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How to Fill Your Classroom with Texts that Support Young Readers to be Successful

A most significant role for teachers in fostering childen's reading development is the provision of a broad range of supportive texts which allow children to read independently and build up a solid history of success as readers.

It has long been recognised that one of the most important influences on childen's success as readers is the kind of materials which they can read. Children cannot function effectively on books which confront them with overwhelming difficulties.

So what kinds of texts do in fact support children's functioning and allow them to be successful?

Texts that:

  • Fulfil children's expectations
  • Allow them to confirm their understandings about reading
  • Provide the kind of challenges which stretch the boundaries of children's current competencies.

What expectations do children bring to reading?

  • That the text makes sense because it connects logically and has a 'unity of meaning'.
  • That the text uses natural language which retains the richness and variety of cues with which the children are familiar in speech.
  • That the text layout and print styles and size are reasonably consisitent
  • That the 'Topic, subject matter, concepts on which the text is based relate to the child's experiences.' Lynn Badger 

What kinds of books can fill our classroom libraries to meet these expectations?

Bill Martin Jr. describes different categories for the ways in which stories and poems are put together that support young readers.

  • Repetitive
  • Cumulative
  • Familiar cultural
  • Chronological
  • Problem-centred
  • Rhyme-rhythm scheme

These kinds of texts provide a rich network of support and pleasure. The more children can read books which have these supportive features, the more they can extend and broaden the information base on which their processing depends.

The more children know about books the easier it is for them to constrain the range of possible options and to predict with greater accuracy the messages carried by print.

'The superb parradox of this situation is that the more information children have available to them, the less they will actually need to use to establish the precise message of appropariate texts.' Badger, L.

We can effectively lead our children's development with stocks of highly supportive books in our classroom libraries.

Side-by-side with these texts we also:

  • Lead childen's development by providing many demonstrations of the way readers successfully resolve a variety of the challenges which difficult texts present
  • Find texts that allow any children who may not be progressing as readers to restore sound functioning. This is the most significant intervention to support the growing reader.

What are some book titles that can be recommended for their supportive text?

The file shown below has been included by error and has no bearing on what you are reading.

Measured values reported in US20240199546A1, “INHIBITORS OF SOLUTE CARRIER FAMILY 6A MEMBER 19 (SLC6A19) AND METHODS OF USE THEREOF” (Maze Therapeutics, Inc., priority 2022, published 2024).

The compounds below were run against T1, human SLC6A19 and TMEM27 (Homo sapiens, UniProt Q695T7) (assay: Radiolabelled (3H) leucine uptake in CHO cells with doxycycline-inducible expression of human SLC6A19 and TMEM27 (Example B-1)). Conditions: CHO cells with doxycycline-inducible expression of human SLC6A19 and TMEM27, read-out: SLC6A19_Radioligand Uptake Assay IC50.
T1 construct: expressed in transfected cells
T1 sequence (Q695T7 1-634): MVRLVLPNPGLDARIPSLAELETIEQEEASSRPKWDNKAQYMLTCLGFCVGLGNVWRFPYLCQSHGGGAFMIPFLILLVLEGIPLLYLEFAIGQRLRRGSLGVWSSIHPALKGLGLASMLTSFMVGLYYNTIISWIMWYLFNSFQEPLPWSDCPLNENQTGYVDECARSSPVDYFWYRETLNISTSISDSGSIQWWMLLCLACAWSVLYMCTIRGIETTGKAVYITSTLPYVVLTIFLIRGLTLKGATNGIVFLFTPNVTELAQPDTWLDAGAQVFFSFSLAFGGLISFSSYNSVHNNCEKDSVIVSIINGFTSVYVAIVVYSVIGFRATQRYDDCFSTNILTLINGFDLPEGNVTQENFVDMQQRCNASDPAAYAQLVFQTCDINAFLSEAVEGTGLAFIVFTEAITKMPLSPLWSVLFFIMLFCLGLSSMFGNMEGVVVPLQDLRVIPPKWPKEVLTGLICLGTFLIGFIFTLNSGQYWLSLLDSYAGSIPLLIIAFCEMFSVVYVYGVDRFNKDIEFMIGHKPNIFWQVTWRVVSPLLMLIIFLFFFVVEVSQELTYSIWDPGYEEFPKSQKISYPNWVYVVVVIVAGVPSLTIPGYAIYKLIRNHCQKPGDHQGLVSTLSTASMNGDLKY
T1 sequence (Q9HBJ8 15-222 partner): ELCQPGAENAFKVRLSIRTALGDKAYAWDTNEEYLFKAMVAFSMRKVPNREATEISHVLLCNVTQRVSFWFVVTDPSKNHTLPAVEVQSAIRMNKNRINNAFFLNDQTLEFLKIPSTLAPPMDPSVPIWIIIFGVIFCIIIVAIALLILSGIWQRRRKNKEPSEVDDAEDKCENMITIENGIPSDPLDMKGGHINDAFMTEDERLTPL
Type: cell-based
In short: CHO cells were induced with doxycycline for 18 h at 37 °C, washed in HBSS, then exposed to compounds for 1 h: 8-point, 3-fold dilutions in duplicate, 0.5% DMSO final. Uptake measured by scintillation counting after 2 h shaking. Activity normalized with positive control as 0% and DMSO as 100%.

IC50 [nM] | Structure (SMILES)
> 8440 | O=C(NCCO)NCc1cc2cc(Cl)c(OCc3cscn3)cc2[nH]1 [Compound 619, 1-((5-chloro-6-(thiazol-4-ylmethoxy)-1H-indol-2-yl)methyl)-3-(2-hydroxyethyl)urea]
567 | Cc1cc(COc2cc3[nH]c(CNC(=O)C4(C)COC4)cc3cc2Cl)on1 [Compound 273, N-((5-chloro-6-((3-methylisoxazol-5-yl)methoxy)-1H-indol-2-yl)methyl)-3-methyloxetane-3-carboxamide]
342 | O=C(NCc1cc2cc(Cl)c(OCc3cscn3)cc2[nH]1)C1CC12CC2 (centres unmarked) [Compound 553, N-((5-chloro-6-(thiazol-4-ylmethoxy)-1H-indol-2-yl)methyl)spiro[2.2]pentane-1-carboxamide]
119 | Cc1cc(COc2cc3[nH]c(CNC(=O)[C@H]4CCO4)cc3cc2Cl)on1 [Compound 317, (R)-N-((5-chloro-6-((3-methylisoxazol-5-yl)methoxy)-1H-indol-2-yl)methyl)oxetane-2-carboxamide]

Ahlberg, Janet and Allen, Each Peach Pear Plum  - simple rhyming couplets, simple circular plot.

  • Allen, Pamela, Who Sank the Boat? - Story is episodic, sentence structure repeated for each episode, repetitive rhyming pattern.
  • Barret, Judi, Animals Should Definitely Not Wear Clothing  - repetitive language pattern reflects children's talk, book title repeated on first page and forms basis for the story, text expands the sentence which begins the story.
  • Birmingham, John, The Blanket  - Reflects everyday experiences, story follows logical sequence, predictable sentence patterns closely aligned to children's oral language.
  • Carle, Eric, Have You Seen My Cat?  - Nine different words are used to tell the entire story, 'This is not my cat' repeated every second page.
  • Hutchins, Pat, Rosie's Walk  - Pictures carry most of the story, pictures mirror the text.
  • Keats, Ezra Jack, Over in the Meadow - episodic story with ten episodes exactly the same except character and setting change, six line sentence pattern repeated in each episode, strong rhyme and rhythm, based on number sepquence 1 - 10.
  • Kent, Jack, The Fat Cat - Cumulative structure.
  • Sutton, Eve, My Cat Likes to Hide in Boxes - Cumulative structure, rhyming couplets.
  • Watanbe, Shiego, How Do I Put it On? - Four problems, four episodes identically constructed, four one line sentences spread over four pages.
  • Wells, Rosemary, Noisy Nora - Very strong rhythm, patterns repeated throughout.
  • Wildsmith, Brian, Cat On the Mat - Repetition of one basic sentence pattern, one word change each sentence, sequence of events.
  • Many of these book titles may already be in your classroom or school library. Look for others in your classroom and school collection.

Try creating baskets of books that have similar features, such as cumulative stories, repeating patterns, rhyme and rhythm. Involve your students in looking for texts that can be added to these collections.

The more our students become aware of the features of texts, the more they are in charge of reading and creating the kinds of texts that will support them to engage joyfully and successfully as readers.



Read our newsletter: How to Create a Classroom Library


Reference: Matching Children with Books, Badger, Lynn



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